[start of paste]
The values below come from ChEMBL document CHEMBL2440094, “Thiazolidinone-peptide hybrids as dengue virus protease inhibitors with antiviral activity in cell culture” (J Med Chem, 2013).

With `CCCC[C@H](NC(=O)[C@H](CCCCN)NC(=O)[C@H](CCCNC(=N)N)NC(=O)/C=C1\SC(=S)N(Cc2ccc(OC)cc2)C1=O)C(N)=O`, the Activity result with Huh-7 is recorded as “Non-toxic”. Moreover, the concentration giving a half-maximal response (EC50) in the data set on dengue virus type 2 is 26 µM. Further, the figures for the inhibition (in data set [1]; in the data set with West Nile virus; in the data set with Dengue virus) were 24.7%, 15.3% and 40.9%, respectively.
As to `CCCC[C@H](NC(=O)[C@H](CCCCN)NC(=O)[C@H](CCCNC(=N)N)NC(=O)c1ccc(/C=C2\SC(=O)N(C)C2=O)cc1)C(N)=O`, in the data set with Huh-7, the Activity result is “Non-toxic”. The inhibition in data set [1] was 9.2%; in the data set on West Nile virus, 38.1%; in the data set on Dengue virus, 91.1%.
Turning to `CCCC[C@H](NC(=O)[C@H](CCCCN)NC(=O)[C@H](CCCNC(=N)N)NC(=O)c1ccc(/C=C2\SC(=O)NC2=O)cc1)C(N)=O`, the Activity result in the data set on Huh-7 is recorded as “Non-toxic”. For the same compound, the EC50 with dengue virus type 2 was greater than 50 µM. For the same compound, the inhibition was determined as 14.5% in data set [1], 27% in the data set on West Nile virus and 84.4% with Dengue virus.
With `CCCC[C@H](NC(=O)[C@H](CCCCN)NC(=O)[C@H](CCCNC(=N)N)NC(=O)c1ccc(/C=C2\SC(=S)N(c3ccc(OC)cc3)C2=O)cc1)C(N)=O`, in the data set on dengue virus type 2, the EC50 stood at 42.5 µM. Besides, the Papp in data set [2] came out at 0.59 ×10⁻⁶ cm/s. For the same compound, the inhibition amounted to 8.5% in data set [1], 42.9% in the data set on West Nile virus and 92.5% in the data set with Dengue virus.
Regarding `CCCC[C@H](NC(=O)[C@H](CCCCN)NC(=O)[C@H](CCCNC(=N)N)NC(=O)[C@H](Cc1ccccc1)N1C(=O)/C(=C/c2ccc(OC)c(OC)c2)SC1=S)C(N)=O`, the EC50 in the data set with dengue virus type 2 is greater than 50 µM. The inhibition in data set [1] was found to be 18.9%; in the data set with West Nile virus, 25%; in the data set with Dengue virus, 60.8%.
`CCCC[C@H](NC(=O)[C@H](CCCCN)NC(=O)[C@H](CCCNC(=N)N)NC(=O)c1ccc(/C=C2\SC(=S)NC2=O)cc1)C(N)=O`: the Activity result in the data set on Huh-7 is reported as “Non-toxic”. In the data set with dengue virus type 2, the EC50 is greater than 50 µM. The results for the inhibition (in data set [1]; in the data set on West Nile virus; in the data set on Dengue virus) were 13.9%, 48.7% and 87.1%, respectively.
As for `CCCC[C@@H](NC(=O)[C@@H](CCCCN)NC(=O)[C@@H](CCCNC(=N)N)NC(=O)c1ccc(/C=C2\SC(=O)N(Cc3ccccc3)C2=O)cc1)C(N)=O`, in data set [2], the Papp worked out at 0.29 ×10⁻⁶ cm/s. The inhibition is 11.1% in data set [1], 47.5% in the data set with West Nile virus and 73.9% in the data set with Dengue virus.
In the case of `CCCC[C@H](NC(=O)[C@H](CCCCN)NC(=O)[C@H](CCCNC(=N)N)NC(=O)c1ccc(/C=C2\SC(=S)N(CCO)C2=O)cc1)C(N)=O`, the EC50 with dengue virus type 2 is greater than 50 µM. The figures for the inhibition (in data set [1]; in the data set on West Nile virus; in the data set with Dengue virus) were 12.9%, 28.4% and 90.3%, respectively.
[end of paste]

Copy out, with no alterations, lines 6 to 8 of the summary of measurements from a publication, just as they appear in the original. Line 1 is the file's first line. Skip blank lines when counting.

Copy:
Regarding `CCCC[C@H](NC(=O)[C@H](CCCCN)NC(=O)[C@H](CCCNC(=N)N)NC(=O)[C@H](Cc1ccccc1)N1C(=O)/C(=C/c2ccc(OC)c(OC)c2)SC1=S)C(N)=O`, the EC50 in the data set with dengue virus type 2 is greater than 50 µM. The inhibition in data set [1] was found to be 18.9%; in the data set with West Nile virus, 25%; in the data set with Dengue virus, 60.8%.
`CCCC[C@H](NC(=O)[C@H](CCCCN)NC(=O)[C@H](CCCNC(=N)N)NC(=O)c1ccc(/C=C2\SC(=S)NC2=O)cc1)C(N)=O`: the Activity result in the data set on Huh-7 is reported as “Non-toxic”. In the data set with dengue virus type 2, the EC50 is greater than 50 µM. The results for the inhibition (in data set [1]; in the data set on West Nile virus; in the data set on Dengue virus) were 13.9%, 48.7% and 87.1%, respectively.
As for `CCCC[C@@H](NC(=O)[C@@H](CCCCN)NC(=O)[C@@H](CCCNC(=N)N)NC(=O)c1ccc(/C=C2\SC(=O)N(Cc3ccccc3)C2=O)cc1)C(N)=O`, in data set [2], the Papp worked out at 0.29 ×10⁻⁶ cm/s. The inhibition is 11.1% in data set [1], 47.5% in the data set with West Nile virus and 73.9% in the data set with Dengue virus.